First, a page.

SEC Chief: FTX Restart is Possible Within Law

SEC Chief Gensler: FTX Restart by Former NYSE Boss Possible Within Law


548 Listen to this article Washington, D.C. – In an interview at DC Fintech Week, SEC Chair Gary Gensler weighed […]

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Washington, D.C. – In an interview at DC Fintech Week, SEC Chair Gary Gensler weighed in on the potential revival of the crypto exchange FTX under new leadership. Gensler stressed the importance of adhering to legal regulations and building trust with investors in any revival attempt.

The discussion comes in the wake of FTX founder Sam Bankman-Fried’s recent conviction on fraud charges, which led to the company’s bankruptcy proceedings over the past year.

Gensler highlighted the reports of Tom Farley, a former President of the New York Stock Exchange, being among the potential bidders to acquire the remaining assets of the bankrupt FTX. Farley had launched his digital asset exchange called Bullish earlier this year and is considered a finalist in the bankruptcy auction.

Read Also: US Lawmaker Proposes to Cut SEC Chair Gary Gensler’s Salary

Guidance from Gensler

Gensler advised that anyone, including Farley, looking to enter the cryptocurrency field should do so within the bounds of the law. He stressed the importance of gaining the trust of investors, ensuring proper disclosures, and avoiding practices like trading against customers or using their crypto assets for personal gain.

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Criminal Charges and Fund Misappropriation

The FTX case came to the forefront after Sam Bankman-Fried was found guilty of all seven criminal charges against him, which included fraud and money laundering. The charges included allegations that the exchange funneled customer funds to the sister hedge fund, Alameda Research.

Alameda Research’s Privileges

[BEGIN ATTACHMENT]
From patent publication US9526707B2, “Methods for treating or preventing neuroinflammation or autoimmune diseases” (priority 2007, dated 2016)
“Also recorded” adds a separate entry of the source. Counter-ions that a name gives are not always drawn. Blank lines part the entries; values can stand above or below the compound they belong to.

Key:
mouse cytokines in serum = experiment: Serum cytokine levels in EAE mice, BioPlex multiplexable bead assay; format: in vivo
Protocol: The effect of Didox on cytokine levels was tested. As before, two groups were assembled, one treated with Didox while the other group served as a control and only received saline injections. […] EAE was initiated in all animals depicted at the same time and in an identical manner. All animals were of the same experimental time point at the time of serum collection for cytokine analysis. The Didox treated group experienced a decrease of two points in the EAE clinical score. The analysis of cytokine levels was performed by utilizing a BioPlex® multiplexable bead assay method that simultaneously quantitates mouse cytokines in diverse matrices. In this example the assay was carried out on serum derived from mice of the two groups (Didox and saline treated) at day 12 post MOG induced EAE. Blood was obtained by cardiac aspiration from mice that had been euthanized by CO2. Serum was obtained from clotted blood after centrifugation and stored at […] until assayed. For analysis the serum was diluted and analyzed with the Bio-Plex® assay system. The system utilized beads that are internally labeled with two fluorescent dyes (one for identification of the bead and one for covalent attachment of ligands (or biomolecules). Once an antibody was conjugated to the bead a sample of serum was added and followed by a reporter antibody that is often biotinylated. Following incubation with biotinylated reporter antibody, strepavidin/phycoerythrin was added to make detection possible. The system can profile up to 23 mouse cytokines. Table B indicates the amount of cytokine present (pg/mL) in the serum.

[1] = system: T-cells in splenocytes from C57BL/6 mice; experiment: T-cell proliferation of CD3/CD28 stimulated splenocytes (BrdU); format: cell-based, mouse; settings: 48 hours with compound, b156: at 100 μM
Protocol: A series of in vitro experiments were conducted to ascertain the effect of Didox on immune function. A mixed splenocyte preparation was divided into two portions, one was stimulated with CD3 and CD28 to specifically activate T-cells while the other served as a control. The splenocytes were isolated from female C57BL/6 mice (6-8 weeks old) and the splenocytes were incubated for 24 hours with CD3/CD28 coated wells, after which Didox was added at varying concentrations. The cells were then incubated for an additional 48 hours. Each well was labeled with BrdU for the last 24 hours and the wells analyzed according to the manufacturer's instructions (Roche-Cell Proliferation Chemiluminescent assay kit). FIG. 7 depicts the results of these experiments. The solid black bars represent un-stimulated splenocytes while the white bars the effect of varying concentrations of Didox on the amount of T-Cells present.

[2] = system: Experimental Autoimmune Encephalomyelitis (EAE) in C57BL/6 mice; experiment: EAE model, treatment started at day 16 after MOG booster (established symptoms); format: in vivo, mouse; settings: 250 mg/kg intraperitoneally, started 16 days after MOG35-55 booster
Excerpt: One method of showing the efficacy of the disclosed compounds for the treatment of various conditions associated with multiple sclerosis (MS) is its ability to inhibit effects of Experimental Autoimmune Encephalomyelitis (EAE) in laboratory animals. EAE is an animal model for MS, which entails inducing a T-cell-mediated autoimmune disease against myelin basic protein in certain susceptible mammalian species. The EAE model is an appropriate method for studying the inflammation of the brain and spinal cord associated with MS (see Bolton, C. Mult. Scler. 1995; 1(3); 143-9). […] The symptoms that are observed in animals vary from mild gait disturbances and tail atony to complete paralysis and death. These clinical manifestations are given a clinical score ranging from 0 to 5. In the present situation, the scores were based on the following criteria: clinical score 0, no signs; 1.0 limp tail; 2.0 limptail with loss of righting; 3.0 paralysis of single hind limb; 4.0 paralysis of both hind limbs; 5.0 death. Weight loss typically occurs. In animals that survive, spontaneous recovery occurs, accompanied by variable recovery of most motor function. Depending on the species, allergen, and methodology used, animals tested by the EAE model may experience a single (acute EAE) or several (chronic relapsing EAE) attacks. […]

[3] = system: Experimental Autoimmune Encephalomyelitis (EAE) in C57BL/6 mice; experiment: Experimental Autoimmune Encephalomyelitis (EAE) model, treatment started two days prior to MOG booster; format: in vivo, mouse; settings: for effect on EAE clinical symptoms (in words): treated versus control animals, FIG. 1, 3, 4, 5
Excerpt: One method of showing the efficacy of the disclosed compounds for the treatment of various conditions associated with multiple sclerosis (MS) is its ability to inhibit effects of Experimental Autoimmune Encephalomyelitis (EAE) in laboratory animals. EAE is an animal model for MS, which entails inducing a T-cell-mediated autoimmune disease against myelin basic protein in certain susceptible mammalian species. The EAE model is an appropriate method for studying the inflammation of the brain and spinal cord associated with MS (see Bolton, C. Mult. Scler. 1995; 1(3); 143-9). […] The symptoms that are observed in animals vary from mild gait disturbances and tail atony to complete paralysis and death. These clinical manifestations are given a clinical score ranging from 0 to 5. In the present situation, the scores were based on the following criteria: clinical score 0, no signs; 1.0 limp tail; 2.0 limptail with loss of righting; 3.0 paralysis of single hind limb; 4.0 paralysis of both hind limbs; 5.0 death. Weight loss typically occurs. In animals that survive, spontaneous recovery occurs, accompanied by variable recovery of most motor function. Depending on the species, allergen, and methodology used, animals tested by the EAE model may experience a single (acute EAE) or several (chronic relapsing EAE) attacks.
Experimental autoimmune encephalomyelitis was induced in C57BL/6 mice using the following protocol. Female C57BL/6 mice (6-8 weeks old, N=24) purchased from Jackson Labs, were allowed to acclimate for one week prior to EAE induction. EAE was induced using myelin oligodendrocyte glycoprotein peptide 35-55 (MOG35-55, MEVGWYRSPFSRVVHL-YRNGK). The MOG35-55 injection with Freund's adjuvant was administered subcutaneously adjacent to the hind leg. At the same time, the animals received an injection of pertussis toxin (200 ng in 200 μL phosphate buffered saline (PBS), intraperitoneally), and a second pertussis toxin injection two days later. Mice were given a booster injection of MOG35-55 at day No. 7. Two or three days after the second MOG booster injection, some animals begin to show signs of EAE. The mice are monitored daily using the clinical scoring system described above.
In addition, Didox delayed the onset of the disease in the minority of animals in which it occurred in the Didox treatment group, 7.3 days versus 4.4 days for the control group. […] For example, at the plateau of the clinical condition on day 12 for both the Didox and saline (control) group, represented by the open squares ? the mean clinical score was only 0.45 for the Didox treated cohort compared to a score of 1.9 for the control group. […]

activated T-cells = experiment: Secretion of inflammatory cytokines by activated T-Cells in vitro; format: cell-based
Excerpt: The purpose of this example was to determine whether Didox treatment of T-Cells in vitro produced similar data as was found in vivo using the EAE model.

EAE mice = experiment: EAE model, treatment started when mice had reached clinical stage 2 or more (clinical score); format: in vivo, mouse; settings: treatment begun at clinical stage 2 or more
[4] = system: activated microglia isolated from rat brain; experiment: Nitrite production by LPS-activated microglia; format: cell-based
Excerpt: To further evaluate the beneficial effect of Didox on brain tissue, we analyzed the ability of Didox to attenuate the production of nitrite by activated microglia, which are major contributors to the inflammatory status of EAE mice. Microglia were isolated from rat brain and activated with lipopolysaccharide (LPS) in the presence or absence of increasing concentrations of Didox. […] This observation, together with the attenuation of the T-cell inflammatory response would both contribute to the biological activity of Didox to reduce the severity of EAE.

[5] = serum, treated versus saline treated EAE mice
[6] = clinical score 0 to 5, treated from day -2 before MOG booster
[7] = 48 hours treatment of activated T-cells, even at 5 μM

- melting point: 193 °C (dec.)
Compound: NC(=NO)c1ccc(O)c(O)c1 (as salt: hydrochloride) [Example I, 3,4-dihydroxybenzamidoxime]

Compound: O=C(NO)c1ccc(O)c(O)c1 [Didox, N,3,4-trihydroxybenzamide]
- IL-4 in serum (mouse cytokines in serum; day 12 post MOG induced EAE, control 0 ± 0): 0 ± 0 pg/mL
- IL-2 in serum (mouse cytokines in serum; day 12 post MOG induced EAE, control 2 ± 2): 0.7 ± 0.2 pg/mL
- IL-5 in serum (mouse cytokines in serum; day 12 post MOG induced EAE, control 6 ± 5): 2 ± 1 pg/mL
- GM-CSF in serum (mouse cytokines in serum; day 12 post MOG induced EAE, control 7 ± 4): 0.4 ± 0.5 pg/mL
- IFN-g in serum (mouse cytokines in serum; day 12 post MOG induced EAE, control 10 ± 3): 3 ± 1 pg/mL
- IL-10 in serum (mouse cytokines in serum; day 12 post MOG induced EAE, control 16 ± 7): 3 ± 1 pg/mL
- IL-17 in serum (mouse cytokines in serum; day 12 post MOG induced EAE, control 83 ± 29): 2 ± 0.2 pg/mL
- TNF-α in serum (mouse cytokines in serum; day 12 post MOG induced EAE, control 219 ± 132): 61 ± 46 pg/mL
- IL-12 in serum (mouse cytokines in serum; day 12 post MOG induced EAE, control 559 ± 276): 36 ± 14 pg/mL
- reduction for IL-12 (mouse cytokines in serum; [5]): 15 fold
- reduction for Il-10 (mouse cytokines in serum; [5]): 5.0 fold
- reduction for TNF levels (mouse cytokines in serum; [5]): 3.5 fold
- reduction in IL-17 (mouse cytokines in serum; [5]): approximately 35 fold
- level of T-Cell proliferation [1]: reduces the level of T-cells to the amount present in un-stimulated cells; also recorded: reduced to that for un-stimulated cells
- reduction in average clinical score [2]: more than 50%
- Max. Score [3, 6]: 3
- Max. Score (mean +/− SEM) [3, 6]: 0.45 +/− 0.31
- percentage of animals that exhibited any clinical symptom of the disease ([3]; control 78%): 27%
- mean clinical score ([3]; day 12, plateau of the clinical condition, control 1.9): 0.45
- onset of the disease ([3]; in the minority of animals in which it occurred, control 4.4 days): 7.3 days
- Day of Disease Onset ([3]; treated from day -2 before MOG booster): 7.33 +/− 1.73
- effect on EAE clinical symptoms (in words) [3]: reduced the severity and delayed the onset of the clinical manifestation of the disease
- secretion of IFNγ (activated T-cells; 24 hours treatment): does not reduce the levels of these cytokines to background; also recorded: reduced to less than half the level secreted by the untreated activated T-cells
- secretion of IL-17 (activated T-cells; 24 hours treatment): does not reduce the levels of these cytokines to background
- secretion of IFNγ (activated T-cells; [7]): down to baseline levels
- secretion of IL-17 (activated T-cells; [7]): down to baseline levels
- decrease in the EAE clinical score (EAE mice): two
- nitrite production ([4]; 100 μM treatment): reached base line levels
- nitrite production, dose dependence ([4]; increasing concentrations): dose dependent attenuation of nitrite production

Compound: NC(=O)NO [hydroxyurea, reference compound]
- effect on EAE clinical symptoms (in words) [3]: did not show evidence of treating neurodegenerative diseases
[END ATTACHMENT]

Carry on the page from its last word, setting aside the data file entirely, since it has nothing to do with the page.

Alameda Research, which served as a market maker for FTX, received special privileges, including a $65 billion line of credit with no collateral requirement. Unlike other customers on the platform, Alameda had the unique ability to engage in trading bets without having their positions liquidated.

Read Also: US Lawmaker Proposes to Cut SEC Chair Gary Gensler’s Salary

Traditional Market Standards

Gensler pointed out that such practices wouldn’t be tolerated in traditional financial markets, stating,

“We would never let the New York Stock Exchange also operate a hedge fund and trade against their members or trade against customers in the market.

FTX and Alameda were supposed to maintain a firewall between them, but the trial revealed their close relationship. Separate from the criminal charges, the SEC and the Commodity Futures Trading Commission (CFTC) brought civil suits against FTX. In December, the SEC accused Bankman-Fried of conducting a “brazen” and long-standing fraud.

Enforcement of Existing Laws

Gensler emphasized the importance of enforcing existing securities laws rather than creating new regulations, stating that current securities laws are robust and strong and should be applied to the crypto industry.

Read Also: US Congressman Warren Davidson Urges SEC Chair Gensler’s Removal After Grayscale’s Legal Victory

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Global Crypto Industry Compliance Concerns

Regarding FTX, which was primarily used by customers outside the U.S. and had a small American affiliate, Gensler compared it to the situation with crypto exchange Binance, which has faced scrutiny from U.S. regulators for serving high-net-worth U.S. investors on its unregulated international platform.

Gensler expressed concerns about crypto actors not complying with international sanctions and money laundering laws, without specifying particular companies or individuals.

SEC’s Commitment to Crypto Regulation

The SEC has recently faced legal challenges, including losses to Ripple and Grayscale, but Gensler underlined the SEC’s commitment to regulating the crypto space. He mentioned ongoing legal disputes, such as the one with Coinbase, a U.S.-based crypto exchange, which has considered relocating due to regulatory constraints.

Gensler concluded by emphasizing that companies operating in the U.S. crypto market must adhere to the law, even if it means taking action against non-compliant actors.

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